The Army will allow female soldiers to attend its grueling Ranger School for the first time in April, service officials announced Thursday. Preparation for the decision has been underway for months, but the reaction immediately exposed the divide in the military over where women should serve in combat units. And it isn’t always pretty.
On one side: Troops who believe that if women can meet the requirements, they should be able to fill the job. On the other: Those who say they are sick and tired of what they see as social experimentation in the Armed Forces.
Army officials said in a statement Thursday that Army Secretary John McHugh approved the participation of women in the spring 2015 Ranger School course assessment beginning April 20. It will include about 60 women. Those who meet the standards and graduate will be awarded the Army’s coveted Ranger tab, but will not be allowed to serve in the elite 75th Ranger Regiment, which remains closed to female soldiers. The data collected, however, will play a role as the Army grapples with whether to open some jobs currently closed to women — infantryman, for example — in the future.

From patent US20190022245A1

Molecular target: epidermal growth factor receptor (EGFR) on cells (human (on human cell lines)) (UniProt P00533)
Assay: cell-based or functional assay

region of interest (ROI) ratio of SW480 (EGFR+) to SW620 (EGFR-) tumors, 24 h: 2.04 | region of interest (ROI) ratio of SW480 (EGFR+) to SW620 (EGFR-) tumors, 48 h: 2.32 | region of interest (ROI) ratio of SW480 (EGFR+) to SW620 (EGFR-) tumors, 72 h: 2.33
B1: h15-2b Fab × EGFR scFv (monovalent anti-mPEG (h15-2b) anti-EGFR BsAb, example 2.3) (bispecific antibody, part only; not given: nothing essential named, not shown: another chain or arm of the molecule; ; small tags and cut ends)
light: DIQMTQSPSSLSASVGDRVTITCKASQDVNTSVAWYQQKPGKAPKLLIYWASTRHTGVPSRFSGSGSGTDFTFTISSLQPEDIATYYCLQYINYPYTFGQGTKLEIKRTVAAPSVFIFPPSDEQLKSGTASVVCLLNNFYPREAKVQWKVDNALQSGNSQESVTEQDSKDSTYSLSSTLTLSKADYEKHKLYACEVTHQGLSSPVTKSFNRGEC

The news was first reported by Army Times.
Army Chief of Staff Gen. Raymond T. Odierno said in November that the service expected between 70 and 80 women to apply to attend the school. They will participate on a one-time basis as part of a broader effort across the Defense Department to integrate women into more combat assignments in the military. Service officials have until 2016 to seek exemptions for certain jobs.
Here’s a sampling of tweets from veterans, soldiers and others reacting to the news that the Army will allow women to attend Ranger School in the spring:
On Reddit, a lively conversation jumped off Thursday night after the news was first published. While many apparent veterans and soldiers there raised concerns about the Army softening, others pointed out that the Army integrated its Sapper School, which trains combat engineers, in 2002 with no major incidents.
“Female Soldiers, Marines, Sailors, and Airmen have proven themselves in combat for the last decade and a half,” said one soldier, _MightyTiki_. “They can hold their own. Open the doors and let them try, nothing but respect.”
Related research is ongoing at the Marine Corps’s Infantry Officer Course. Female officers there have been allowed to attempt the demanding class since 2012, but none of the 26 who have attempted it have passed. The most recent two to attempt it failed to make the cut earlier this month, Marine Corps Times reported Friday.
Previously on Checkpoint:
Female advisers will report to all-male Army Ranger School in January